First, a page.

Proposed Website Update of the American Musicological Society

According to its August 2012 newsletter, the American Musicological Society (AMS) wants to update and “bifurcate” its website (http://ams-net.org) to have:

  1. a members-only part, with much of the site’s current content, but possibly also a new, wiki-like, member-contributed database of primary and secondary sources
  2. a non-specialist part, which supposedly might include:
  • a digest of user-friendly articles on topics of general interest (one on Sousa marches apparently being the best example the society has)
  • commentaries on current topics related to music (e.g., film scores)
  • strategically-planned short videos about individuals
  • info on potential speakers
  • links to writings intended for a general audience
  • lectures on great composers/themes in music history

It sounds way too patronizing and predetermined to me. Who’s to say which things should definitely be “members only,” who’s a “non-specialist,” what’s “user-friendly” or of “general interest,” which current topics get to have public “commentaries” and are merely “related to music” (presumably as opposed to “being” music), which members get to release video profiles and/or potential-speaker status, which things are obviously intended to be for a “general audience,” and which composers and themes get to count as “great.” It’s quite the potential train wreck, and why should the issues for the AMS website be any different from what would be considered by the proposed AMS Standing Committee on Internet Technology and/or from what would be accomplished by the idea of having a new tagline and logo for the society?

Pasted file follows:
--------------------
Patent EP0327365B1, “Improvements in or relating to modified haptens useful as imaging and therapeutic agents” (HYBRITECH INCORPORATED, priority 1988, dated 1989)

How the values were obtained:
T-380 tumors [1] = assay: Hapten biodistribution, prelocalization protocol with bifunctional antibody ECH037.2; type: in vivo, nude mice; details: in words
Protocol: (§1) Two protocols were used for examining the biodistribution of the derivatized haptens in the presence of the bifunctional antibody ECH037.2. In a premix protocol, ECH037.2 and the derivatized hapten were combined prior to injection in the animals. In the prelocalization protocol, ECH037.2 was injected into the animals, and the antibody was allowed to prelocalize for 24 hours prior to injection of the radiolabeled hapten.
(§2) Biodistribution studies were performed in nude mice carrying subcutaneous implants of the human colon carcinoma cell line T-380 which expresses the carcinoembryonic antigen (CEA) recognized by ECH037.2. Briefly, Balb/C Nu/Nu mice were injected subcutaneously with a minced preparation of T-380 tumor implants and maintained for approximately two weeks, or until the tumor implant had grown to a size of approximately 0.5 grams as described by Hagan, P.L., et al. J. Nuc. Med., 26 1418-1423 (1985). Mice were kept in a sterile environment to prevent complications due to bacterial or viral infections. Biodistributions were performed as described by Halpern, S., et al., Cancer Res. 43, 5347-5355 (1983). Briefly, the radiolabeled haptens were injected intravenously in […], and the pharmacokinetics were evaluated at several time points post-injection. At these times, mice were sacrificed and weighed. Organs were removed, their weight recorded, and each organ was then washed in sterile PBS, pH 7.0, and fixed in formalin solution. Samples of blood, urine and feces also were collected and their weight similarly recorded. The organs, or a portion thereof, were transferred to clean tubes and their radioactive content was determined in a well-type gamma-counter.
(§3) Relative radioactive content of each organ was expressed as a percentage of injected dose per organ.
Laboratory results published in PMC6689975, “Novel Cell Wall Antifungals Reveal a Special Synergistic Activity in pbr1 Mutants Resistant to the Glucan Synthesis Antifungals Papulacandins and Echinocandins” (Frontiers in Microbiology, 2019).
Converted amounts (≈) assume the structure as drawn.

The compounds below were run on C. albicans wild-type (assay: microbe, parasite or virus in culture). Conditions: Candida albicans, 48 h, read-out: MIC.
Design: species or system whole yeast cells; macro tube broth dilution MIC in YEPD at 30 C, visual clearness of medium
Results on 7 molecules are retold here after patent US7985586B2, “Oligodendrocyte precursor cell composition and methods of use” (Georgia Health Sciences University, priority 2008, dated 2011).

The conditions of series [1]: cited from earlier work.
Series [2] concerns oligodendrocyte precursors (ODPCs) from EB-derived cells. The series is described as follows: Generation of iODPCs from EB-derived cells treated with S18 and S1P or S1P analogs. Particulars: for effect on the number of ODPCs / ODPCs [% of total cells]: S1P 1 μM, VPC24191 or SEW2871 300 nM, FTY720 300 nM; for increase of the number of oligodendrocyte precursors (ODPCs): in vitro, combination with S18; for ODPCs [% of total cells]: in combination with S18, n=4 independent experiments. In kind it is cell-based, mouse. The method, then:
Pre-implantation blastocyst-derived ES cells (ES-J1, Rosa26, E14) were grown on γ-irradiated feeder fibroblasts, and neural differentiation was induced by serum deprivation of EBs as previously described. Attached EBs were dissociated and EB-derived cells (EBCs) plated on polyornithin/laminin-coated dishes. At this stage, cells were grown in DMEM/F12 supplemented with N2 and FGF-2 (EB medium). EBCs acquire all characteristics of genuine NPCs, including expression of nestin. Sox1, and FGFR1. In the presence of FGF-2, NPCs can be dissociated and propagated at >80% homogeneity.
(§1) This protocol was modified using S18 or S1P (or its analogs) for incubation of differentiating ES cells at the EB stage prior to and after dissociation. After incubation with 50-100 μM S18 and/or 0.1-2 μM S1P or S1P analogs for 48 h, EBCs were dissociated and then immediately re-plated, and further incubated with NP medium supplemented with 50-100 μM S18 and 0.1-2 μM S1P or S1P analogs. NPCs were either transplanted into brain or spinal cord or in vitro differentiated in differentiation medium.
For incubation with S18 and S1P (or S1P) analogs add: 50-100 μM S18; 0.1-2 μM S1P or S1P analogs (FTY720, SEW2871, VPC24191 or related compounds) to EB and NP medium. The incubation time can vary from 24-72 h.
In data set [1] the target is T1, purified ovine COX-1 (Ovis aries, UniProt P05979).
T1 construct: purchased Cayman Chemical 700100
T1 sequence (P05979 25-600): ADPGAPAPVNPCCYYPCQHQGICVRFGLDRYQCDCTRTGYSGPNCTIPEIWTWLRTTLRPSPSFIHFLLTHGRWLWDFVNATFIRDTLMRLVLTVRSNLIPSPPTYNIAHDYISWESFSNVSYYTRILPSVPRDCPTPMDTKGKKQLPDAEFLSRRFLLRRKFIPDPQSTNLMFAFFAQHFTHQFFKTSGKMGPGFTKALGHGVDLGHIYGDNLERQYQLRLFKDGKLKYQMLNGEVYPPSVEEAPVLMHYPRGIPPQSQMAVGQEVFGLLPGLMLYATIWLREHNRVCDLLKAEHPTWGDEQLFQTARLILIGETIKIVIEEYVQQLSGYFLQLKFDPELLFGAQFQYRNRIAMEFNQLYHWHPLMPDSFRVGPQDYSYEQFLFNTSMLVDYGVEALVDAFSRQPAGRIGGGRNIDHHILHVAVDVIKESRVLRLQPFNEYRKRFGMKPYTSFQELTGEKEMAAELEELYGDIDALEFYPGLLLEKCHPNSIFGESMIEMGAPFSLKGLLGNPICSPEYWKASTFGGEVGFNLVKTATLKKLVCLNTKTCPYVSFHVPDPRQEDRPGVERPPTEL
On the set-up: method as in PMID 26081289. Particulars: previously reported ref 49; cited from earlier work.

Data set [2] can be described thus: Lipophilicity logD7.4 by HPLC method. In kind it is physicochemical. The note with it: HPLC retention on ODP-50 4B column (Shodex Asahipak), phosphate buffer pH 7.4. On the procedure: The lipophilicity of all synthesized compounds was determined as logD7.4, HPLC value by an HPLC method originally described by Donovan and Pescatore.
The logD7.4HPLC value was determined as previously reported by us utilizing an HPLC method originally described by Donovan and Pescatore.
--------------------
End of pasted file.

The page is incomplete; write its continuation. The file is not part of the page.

Too little. Too late. Not nearly good enough.

See instead:

The best way for musicology to engage with the public is just to:

  1. put things up 
  2. let individual members decide if something is public vs. private (and let them change their minds later)
  3. let anyone use the public items (but giving proper credit)
  4. let members discuss every type of content

The content types include:

  1. research
  2. teaching materials
  3. pieces of music
  4. interviews
  5. film/TV/media items
  6. job postings
  7. paper calls
  8. events 
  9. general discussion
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